Nanoferrite Embedded Magnetocochleate Microstructures to Encapsulate Insulin Macromolecules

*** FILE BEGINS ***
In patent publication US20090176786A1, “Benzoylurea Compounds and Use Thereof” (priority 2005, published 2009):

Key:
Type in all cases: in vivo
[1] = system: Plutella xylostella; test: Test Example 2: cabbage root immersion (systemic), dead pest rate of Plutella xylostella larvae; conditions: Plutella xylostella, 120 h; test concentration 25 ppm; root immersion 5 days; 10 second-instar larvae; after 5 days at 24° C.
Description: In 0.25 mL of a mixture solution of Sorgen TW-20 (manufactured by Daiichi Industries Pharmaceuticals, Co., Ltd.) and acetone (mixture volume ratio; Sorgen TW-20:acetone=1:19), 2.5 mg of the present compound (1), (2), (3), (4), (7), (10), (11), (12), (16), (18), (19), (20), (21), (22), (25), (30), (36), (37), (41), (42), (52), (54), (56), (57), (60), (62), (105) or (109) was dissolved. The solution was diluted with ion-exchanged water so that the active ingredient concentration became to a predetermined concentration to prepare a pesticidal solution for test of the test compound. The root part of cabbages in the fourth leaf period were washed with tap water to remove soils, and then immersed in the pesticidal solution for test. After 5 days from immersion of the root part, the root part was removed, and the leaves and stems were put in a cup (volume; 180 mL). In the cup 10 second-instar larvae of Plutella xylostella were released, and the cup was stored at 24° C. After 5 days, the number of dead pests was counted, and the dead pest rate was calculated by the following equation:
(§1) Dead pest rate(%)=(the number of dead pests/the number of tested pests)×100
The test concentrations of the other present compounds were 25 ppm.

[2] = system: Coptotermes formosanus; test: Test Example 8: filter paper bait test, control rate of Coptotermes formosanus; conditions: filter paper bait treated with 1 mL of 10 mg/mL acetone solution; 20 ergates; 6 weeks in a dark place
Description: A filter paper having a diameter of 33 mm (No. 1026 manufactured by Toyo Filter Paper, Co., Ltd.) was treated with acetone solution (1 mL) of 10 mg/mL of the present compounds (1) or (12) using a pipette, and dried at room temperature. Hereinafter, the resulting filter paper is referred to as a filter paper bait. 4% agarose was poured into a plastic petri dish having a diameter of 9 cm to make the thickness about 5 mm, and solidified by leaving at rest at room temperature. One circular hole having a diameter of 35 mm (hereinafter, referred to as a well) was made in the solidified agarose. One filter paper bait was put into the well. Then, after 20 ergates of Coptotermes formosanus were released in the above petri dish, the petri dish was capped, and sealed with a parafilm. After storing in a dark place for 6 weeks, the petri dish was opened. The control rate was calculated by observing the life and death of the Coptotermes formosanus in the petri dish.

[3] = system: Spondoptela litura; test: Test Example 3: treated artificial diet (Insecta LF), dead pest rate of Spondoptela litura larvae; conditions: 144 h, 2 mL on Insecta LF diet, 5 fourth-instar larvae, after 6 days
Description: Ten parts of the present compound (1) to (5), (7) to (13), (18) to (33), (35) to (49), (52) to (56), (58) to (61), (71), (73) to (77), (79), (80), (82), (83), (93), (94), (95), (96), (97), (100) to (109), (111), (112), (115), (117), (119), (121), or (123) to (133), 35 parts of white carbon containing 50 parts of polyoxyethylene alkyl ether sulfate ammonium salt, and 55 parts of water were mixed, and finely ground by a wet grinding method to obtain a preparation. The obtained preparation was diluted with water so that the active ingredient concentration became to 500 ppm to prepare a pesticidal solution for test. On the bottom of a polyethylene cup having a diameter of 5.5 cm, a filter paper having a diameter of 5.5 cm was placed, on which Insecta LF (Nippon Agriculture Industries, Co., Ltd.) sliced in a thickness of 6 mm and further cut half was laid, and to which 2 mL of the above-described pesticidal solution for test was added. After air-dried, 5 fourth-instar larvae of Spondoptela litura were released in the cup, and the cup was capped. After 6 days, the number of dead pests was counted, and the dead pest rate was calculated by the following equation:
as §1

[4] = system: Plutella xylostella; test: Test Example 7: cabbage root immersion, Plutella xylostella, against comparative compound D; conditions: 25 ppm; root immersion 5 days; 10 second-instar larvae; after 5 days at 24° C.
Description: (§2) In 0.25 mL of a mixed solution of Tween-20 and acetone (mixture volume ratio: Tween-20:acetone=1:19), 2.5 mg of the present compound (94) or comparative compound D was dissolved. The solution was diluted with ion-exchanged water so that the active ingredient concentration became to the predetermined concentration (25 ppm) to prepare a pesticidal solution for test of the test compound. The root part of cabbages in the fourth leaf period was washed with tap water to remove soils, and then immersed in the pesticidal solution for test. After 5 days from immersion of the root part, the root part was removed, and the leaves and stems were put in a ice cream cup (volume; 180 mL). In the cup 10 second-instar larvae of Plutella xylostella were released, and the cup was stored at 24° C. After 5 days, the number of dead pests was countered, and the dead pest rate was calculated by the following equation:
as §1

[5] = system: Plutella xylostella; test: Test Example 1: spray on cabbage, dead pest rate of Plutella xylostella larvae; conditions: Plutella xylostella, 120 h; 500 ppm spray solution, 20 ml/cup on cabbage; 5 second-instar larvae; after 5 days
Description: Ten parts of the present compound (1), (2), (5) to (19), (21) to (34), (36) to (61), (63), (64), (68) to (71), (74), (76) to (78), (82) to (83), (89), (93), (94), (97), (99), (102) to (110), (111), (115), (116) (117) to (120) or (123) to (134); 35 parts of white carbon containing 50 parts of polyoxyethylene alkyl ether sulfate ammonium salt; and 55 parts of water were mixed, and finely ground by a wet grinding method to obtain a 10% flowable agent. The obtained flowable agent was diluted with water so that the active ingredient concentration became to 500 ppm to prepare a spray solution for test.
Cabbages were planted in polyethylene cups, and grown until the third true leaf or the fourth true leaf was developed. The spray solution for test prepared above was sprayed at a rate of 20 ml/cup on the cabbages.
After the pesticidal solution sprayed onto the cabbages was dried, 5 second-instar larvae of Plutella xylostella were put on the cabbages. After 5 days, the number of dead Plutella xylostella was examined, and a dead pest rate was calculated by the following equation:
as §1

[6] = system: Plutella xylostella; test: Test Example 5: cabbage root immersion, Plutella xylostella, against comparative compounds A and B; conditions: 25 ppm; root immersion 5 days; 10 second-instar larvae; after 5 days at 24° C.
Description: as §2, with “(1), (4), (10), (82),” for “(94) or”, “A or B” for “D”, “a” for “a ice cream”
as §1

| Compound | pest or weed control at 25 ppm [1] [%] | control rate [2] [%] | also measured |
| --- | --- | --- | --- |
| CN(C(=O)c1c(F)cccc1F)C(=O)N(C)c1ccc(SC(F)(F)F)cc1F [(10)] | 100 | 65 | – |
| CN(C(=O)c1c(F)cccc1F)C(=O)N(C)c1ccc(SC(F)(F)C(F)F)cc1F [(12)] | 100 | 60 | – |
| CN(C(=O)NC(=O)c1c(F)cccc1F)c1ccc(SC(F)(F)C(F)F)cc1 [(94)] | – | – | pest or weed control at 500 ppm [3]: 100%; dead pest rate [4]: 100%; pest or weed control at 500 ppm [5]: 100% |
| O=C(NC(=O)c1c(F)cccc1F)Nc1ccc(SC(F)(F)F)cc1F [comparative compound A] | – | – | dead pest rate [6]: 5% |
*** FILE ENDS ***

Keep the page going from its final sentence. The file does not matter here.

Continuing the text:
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A fused lipid microstructure embedded with ferrite nanoparticles, a magnetocochleate, was prepared and used to encapsulate insulin by making use of: the lipid phase transition from the fluidic lamellar phase to the gel phase at pH 2. The magnetocochleate obtained by tuning the hydrophilic headgroup hydration of phosphatidylserine in the presence of ferrite encapsulates a larger amount of insulin. Enhanced encapsulation of insulin in between the fused lipid bilayer indicates that the magnetocochleate has potential as a delivery vehicle for an active pharmaceutical incipient. In particular, protein macromolecules like insulin are target incipients, because these fused microstructures protect insulin from the action of enzymes and from pH changes, which is necessary to maintain its bioactivity. Microscopic and spectroscopic investigations of these fused microstructures were done to understand the internal microstructure and encapsulation of protein. Freeze fracture transmission electron microscopy revealed the gel-like phase of fused lipid bilayers and the presence of ferrite in magnetocochleate. Confocal micro-Raman, high performance liquid chromatography (HPLC) studies confirmed the presence of ferrite and insulin within the lipid microstructures. Differential scanning calorimetry (DSC) and Fourier transform infrared resonance (FTIR) Studies Substantiate the state of lipid in these fused microstructures. In vivo subcutaneous activity was studied in a tat model, and the positive result obtained there signifies the promising potential of magnetocochleates in subcutaneous delivery of macromolecules.
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